Criminal justice reforms are often perceived as offering a tradeoff between public safety and greater justice for people with criminal records. This is a false choice and a way of thinking that could ultimately undermine progress on both fronts. Understanding the important role that employment plays in rehabilitation and the barriers to such employment offers a new framework for evaluating public policies.
Perhaps our clearest failure in the criminal justice system is demonstrated by our high rates of recidivism. A seminal study by the Bureau of Justice Statistics highlighted the experience of people released from state prisons (roughly 93 percent of those sentenced to prison serve their time in state facilities). Within five years, 77 percent were rearrested. The relationship between employment of people with records and lowering recidivism is complicated, but the direction is clear. Having a job is foundational to reducing crime: a necessary if not sufficient condition in most cases.
Many of our current criminal justice policies actually inhibit employment, most directly through professional licensing restrictions and other regulatory barriers to employment. Other practices disrupt employment — required meetings with parole officers during working hours, court appearances and driver license suspensions can render justice-involved individuals de facto unemployable. More insidious are the vast array of restrictions that affect not just employment but housing, access to credit, access to government facilities or even private facilities fulfilling government contracts. The National Institute for Justice estimates that 44,000 such “collateral consequences” can exist for people with criminal records; some are suitably grounded in protecting the public, but many are not.
Nationwide, movements to lower incarceration and eliminate employment barriers are translating into policies like the elimination of cash bail, early release and record expungement. Given our high recidivism rate, it might appear that this puts public safety at risk. We should balance that concern with the recognition that excessive supervision and restrictions can actually reduce public safety by undermining the employment of people with records. This tradeoff lies along this curve. I believe that many criminal justice policies lie on the right-hand side of that curve, where selectively reducing restrictions will actually improve public safety. Freeing those resources would also allow for more focused supervision on those who present a true danger.
None of this absolves policymakers from the responsibility of formulating prudent policy changes. Risk assessments of the type being developed through the federal First Step Act or those being employed in New Jersey in conjunction with the elimination of cash bail are important tools for lowering public safety risks. Ohio employs a judicial process to grant a CQE (Certificate of Qualification for Employment) that creates relief from professional licensing barriers, and some states have similar programs.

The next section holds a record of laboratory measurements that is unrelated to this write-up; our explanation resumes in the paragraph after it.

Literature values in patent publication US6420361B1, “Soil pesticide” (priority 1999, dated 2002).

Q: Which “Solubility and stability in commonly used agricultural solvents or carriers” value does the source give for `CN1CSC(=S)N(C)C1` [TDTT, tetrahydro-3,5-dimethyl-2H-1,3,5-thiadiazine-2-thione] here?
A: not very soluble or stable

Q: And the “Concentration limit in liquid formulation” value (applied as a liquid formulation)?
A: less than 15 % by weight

Philadelphia’s Mentor Court is a diversion program similar to drug courts in offering an alternative to incarceration, but it also enlists community mentors to ensure better outcomes. Policymakers must also support employer-friendly legislation, reducing negligent hiring liability risks and offering inducements for more inclusive hiring; beyond traditional tax incentives, Cook County in Illinois offers a pricing advantage in contract bidding to potential vendors whose workforce is majority comprised of underemployed categories, including people with criminal records.
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There’s plenty of “low-hanging fruit,” programs that can improve employment outcomes without increasing safety risk. Often these involve training and education behind bars. Michigan’s Department of Corrections has created Vocational Villages, which provide training and credentialing in numerous trades to enhance employment outcomes. The Indiana Department of Corrections has partnered with the Last Mile, a San Francisco nonprofit that teaches inmates software engineering. In one of its women’s prisons, Indiana permits private company Televerde to provide training, fairly compensated in-prison work and a pipeline to post-prison job opportunities.
The enormous size of our justice-involved population (19 million people in the United States with a felony conviction and millions more with misdemeanor records) and the “law of large numbers” guarantees that there will be mistakes made. Some of these mistakes will be tragic and innocents will be victimized.
These incidents will be amplified; justice reform advocates are already talking of the risk of a “Willie Horton moment,” where a single terrible incident could be taken to represent the whole. This risks a backlash to the entire criminal justice reform movement — a rollback of newly instituted reforms or a hardening of opposition to prospective reforms. Any such policy-induced episodes should be balanced against the crimes that did not happen — reduced recidivism due to improved employment and other outcomes. Thoughtful criminal justice reform fosters not only a more just society, but a safer and more prosperous one, too.
Jeff Korzenik is the author of a forthcoming book from Harper Collins on the business case and best practices for hiring people with criminal records. He works in Tampa as the chief investment strategist of Fifth Third Bank. The views are his own and not necessarily those of his employer.